Best regards,
        Svante

        Show
        Svante Schubert added a comment - Hi Weihua, regarding to your questions: 1) If we change the logic that a save() operation will close() the document, releasing all resources, equal that the document is no longer loaded, it is therefore no longer possible to work on the document, but have to be reloaded. As we change the logic, our test cases have to be adapted. 2) The problem we face here is the same on all platforms, but I assume Windows has a better error handling and is releasing the resources, if they are not accessible and access the document again. Does this clarify all questions, otherwise we might discuss the topic as well tomorrow in our dev call (not announced so far). Best regards, Svante
        Hide
        Wei Hua Wang added a comment -

        Hi Svante,
        I have tested the case that user use the previous document handler after saving the document(include write() and close()), an exception will be thrown if we insert any stream to the package or modify the dom and save it again, because the close() will release all the resources of the document.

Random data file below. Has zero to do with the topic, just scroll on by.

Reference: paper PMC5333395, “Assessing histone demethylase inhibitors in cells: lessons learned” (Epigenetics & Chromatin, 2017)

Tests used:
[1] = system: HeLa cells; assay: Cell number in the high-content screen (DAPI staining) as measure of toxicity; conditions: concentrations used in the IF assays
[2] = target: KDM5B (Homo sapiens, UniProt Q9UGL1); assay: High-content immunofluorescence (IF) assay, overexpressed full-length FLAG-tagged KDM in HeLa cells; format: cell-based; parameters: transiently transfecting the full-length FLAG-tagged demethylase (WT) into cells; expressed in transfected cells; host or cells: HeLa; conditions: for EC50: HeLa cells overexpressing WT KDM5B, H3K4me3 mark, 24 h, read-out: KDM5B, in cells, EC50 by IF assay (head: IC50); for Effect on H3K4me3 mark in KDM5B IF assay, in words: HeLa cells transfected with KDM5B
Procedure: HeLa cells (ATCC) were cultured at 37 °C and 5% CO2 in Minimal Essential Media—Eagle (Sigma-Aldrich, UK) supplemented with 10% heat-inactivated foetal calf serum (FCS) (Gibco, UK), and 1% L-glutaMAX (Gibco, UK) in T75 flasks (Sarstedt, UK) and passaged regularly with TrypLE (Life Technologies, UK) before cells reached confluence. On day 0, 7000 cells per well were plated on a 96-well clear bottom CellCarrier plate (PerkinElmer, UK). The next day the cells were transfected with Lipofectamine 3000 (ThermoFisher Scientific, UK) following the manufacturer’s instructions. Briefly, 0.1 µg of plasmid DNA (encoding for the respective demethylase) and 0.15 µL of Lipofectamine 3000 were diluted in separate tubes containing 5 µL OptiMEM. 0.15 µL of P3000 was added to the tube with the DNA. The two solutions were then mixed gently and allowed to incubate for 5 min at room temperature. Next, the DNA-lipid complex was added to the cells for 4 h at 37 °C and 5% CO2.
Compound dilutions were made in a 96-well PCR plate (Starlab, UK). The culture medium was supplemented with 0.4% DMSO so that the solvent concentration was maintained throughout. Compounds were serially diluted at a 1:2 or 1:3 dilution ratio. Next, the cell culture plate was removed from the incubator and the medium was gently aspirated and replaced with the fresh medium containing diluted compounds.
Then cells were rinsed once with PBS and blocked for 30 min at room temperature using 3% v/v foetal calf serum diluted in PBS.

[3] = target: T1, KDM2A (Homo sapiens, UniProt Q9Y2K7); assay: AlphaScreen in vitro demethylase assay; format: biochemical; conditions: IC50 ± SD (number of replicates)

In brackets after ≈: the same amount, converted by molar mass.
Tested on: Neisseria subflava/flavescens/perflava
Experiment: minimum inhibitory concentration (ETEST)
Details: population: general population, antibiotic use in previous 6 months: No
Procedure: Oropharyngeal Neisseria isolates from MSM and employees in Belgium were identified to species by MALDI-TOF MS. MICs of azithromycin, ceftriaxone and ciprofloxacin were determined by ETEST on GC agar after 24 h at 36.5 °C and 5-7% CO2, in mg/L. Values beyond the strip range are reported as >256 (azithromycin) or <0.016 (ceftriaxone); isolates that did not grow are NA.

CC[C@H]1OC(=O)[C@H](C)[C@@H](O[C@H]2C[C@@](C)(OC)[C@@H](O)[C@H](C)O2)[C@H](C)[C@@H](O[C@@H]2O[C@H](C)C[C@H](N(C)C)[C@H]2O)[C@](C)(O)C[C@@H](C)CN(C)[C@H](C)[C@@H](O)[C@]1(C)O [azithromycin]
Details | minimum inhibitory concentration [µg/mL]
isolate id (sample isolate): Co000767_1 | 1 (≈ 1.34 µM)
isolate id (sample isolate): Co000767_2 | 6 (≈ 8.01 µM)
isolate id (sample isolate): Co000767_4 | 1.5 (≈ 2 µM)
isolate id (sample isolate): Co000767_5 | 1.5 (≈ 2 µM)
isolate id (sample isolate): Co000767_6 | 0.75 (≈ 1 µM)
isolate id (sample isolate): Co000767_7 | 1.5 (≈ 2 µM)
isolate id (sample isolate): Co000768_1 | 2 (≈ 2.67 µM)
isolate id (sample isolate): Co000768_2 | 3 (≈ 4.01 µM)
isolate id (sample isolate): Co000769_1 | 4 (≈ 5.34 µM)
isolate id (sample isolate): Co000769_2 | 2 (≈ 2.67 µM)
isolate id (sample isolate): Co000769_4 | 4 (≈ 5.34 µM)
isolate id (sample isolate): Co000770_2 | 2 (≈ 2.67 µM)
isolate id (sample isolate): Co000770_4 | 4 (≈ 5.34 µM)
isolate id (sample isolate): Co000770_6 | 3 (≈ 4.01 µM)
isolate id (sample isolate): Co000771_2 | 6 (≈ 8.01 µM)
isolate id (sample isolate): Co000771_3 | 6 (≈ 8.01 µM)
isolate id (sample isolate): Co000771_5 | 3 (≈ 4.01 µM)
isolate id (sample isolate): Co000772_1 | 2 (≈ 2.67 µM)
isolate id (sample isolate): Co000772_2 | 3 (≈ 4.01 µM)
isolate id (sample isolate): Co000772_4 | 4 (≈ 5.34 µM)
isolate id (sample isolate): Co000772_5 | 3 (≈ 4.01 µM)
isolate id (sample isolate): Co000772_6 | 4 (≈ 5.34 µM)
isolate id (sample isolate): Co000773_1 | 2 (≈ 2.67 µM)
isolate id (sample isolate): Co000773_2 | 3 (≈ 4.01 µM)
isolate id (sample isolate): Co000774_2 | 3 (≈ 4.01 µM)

PackageTest.testPackage() and DocumentTest.testParsingOfInvalidAttribute() will fail for this reason if close is done implicitly in save operation.

        We can not avoid user to do this, so what should we do for this condition?

        Other question:
        1.Why bug173 only happens on Linux, rather than Windows? How to explain the java platform independent feature.
        2.The bug173 can only reproduce when the test.ods is not there, and user new a document first then saving several versions of the same document. If test.ods is there, the bug will not happen. Why?

        Show